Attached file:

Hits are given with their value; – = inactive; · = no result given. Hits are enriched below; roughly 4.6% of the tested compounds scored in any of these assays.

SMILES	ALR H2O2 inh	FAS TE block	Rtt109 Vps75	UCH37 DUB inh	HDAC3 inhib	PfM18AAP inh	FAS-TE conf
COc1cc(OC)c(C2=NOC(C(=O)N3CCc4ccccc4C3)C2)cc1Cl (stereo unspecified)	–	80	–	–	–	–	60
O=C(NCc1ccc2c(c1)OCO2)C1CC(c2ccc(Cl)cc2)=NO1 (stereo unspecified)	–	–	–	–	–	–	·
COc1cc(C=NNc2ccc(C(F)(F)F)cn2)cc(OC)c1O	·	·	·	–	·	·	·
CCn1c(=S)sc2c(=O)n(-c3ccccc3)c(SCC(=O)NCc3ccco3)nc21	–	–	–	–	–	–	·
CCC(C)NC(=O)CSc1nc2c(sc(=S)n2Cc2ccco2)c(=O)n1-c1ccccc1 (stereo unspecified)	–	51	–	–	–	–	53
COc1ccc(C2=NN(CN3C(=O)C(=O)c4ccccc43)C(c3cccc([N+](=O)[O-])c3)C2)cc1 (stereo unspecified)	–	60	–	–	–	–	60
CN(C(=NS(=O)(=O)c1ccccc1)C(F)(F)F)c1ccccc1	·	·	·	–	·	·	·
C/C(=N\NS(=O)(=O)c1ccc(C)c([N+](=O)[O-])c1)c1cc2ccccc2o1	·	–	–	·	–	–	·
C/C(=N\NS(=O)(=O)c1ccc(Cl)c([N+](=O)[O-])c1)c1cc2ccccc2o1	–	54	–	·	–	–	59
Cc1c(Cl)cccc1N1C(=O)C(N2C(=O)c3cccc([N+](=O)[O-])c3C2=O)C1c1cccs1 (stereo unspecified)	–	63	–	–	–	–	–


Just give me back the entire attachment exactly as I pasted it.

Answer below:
Hits are given with their value; – = inactive; · = no result given. Hits are enriched below; roughly 4.6% of the tested compounds scored in any of these assays.

SMILES	ALR H2O2 inh	FAS TE block	Rtt109 Vps75	UCH37 DUB inh	HDAC3 inhib	PfM18AAP inh	FAS-TE conf
COc1cc(OC)c(C2=NOC(C(=O)N3CCc4ccccc4C3)C2)cc1Cl (stereo unspecified)	–	80	–	–	–	–	60
O=C(NCc1ccc2c(c1)OCO2)C1CC(c2ccc(Cl)cc2)=NO1 (stereo unspecified)	–	–	–	–	–	–	·
COc1cc(C=NNc2ccc(C(F)(F)F)cn2)cc(OC)c1O	·	·	·	–	·	·	·
CCn1c(=S)sc2c(=O)n(-c3ccccc3)c(SCC(=O)NCc3ccco3)nc21	–	–	–	–	–	–	·
CCC(C)NC(=O)CSc1nc2c(sc(=S)n2Cc2ccco2)c(=O)n1-c1ccccc1 (stereo unspecified)	–	51	–	–	–	–	53
COc1ccc(C2=NN(CN3C(=O)C(=O)c4ccccc43)C(c3cccc([N+](=O)[O-])c3)C2)cc1 (stereo unspecified)	–	60	–	–	–	–	60
CN(C(=NS(=O)(=O)c1ccccc1)C(F)(F)F)c1ccccc1	·	·	·	–	·	·	·
C/C(=N\NS(=O)(=O)c1ccc(C)c([N+](=O)[O-])c1)c1cc2ccccc2o1	·	–	–	·	–	–	·
C/C(=N\NS(=O)(=O)c1ccc(Cl)c([N+](=O)[O-])c1)c1cc2ccccc2o1	–	54	–	·	–	–	59
Cc1c(Cl)cccc1N1C(=O)C(N2C(=O)c3cccc([N+](=O)[O-])c3C2=O)C1c1cccs1 (stereo unspecified)	–	63	–	–	–	–	–